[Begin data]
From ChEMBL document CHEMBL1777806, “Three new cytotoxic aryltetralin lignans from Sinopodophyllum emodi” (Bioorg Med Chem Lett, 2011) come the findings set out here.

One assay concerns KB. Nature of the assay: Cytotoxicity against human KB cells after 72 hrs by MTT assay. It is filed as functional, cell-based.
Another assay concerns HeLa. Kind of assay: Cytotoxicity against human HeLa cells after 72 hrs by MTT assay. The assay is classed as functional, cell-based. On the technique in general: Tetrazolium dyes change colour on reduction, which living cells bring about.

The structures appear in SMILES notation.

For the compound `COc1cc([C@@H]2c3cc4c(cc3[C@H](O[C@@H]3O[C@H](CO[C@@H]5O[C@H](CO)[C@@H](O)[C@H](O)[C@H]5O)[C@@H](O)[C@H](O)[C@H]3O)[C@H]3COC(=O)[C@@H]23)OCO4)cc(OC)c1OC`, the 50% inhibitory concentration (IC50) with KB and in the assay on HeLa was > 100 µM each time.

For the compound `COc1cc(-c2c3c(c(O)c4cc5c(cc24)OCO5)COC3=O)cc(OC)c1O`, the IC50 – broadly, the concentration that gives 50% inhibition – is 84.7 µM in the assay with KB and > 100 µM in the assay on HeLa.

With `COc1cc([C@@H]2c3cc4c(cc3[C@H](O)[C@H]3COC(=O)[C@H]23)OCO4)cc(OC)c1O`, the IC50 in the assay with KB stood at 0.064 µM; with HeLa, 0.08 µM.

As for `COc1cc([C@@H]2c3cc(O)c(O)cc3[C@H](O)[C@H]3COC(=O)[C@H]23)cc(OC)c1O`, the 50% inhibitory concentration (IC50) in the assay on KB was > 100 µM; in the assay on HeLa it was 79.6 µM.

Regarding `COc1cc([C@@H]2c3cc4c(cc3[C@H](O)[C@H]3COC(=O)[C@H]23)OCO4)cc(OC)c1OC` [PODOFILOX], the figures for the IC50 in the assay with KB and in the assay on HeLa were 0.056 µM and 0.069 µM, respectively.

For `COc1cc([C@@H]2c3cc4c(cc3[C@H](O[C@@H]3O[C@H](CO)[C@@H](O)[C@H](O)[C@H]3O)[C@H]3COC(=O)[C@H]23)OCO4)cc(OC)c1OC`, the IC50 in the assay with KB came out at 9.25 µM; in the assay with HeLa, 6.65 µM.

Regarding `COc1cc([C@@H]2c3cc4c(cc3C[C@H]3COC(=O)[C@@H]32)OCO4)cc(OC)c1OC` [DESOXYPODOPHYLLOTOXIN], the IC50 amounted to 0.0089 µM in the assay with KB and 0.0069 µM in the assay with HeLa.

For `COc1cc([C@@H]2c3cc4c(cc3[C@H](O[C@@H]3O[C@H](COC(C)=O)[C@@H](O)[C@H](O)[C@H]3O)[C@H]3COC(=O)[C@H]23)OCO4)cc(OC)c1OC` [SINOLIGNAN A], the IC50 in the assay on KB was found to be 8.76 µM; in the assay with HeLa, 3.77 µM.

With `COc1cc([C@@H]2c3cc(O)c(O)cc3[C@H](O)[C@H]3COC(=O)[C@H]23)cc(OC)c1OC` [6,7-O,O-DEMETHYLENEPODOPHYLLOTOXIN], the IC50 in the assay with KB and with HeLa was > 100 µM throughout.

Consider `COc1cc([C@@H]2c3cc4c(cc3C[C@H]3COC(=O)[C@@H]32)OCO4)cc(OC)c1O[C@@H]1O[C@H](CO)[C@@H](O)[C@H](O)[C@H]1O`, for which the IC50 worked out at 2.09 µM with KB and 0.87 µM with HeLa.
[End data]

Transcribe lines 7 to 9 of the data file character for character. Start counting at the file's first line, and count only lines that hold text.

With `COc1cc([C@@H]2c3cc4c(cc3[C@H](O)[C@H]3COC(=O)[C@H]23)OCO4)cc(OC)c1O`, the IC50 in the assay with KB stood at 0.064 µM; with HeLa, 0.08 µM.

As for `COc1cc([C@@H]2c3cc(O)c(O)cc3[C@H](O)[C@H]3COC(=O)[C@H]23)cc(OC)c1O`, the 50% inhibitory concentration (IC50) in the assay on KB was > 100 µM; in the assay on HeLa it was 79.6 µM.

Regarding `COc1cc([C@@H]2c3cc4c(cc3[C@H](O)[C@H]3COC(=O)[C@H]23)OCO4)cc(OC)c1OC` [PODOFILOX], the figures for the IC50 in the assay with KB and in the assay on HeLa were 0.056 µM and 0.069 µM, respectively.